Beyond the Hype
What matters with utilizing bitcoin though is the blockchain technology. Transactions are validated as they evolve, each adding a block to the chain. Distributed ledger is a capability that can fulfill multiple federal spending requirements, from old school Federal Acquisition Requirements(FAR) to the nascent Financial Improvement and Audit Readiness (FIAR). Indeed, had the Department of Defense been able to actualize bitcoin for payment sooner, it might have headed off the need for FIAR.
APPLICATION 1: test cryptocurrency with specific, simple, risk-low transactions
Smart Contracts (SK)
Jumping from oil to the engine, smart contracts comprise the structure that facilitate transactions between suppliers and users. Smart contracts are like IF-THEN executions or even more simply, like a vending machine. If you pay a contractually agreed upon amount or fulfill a specified condition, the service or product is immediately executed without verification.
The difference from traditional contracts is at least two fold.
With blockchain technology, copies of a contract are instantaneously distributed to the ledger participants. The contract cannot be altered without permissions and any changes are added to the ledger to all parties as they occur. Whereas today’s contracts are version control contaminated electronic word documents, smart contracts conceptually are liken to shared Google docs. Anyone who changes the document is tagged and the historical and current editions are logged, via blocks in the chain.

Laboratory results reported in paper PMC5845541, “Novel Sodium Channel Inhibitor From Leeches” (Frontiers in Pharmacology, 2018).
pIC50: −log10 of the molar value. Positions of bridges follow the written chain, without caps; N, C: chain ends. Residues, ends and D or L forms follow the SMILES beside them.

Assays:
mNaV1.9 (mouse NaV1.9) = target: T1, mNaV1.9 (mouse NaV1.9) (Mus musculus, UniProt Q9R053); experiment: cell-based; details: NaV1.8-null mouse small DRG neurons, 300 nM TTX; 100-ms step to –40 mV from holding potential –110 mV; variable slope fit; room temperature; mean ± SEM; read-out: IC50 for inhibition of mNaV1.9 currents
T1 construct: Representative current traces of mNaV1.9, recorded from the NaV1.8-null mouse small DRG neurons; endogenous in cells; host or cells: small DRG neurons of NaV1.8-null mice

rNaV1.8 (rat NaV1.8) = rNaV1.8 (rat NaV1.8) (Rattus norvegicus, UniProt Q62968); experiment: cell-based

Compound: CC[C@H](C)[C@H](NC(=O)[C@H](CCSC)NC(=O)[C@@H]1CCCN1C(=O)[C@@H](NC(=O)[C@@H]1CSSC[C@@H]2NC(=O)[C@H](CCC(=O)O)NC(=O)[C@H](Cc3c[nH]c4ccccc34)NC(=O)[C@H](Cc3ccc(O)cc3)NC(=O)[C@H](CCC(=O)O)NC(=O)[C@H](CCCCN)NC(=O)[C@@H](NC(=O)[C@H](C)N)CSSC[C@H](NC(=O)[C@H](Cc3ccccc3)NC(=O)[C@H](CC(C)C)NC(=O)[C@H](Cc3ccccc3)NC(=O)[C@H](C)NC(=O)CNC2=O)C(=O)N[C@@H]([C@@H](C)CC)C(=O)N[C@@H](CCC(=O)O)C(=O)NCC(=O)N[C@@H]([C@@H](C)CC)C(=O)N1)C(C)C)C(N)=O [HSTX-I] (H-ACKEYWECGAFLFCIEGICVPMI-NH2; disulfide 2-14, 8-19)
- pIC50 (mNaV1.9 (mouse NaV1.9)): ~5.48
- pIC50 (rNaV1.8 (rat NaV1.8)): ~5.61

Attorneys are still necessary to construct a smart contract; however, unlike today’s litigious execution, smart contracts can only execute according to the terms. For example, a hotel room won’t unlock unless your credit charge passes. Real estate deeds once recorded cannot be altered, eliminating title insurance. The deeds cannot be lost in fires, floods or downed servers. Trust is inherent (or inherently enforced). Thus it eliminates the “backside” of policing and arguing the merits of the acting parties.
This self-executing capability codes in digital quid pro quo, lowering and sometimes eliminating the transactional friction. It doesn’t remove the need for lawyers (unfortunately) but it does significantly reduce interference while eliminating third party verification. Smart contracts are the needed crawl to walk step. It’s the trust thing again.
High End Exchange
Blockchain is already providing smart contracts for custody chains in the diamond and vintage wine industry. Absolute verification is mandatory for moving high value product through complex production and distribution channels. Blockchain smart contracts smooth over the pinch points of customs and hand changing, providing absolute trust without added verification.
Because of this capability to protect high value targets, the Defense Advanced Projects Research Agency (DARPA) has already recommended blockchain for Department of Defense (DoD) nuclear assets.
APPLICATION 2: test smart contracts with specific service or product acquisition
UP NEXT: 8 Blockchain Applications for the US Navy (or your organization): PART 2, Moving from Tactical to Operational: Contained Blockchain Deployments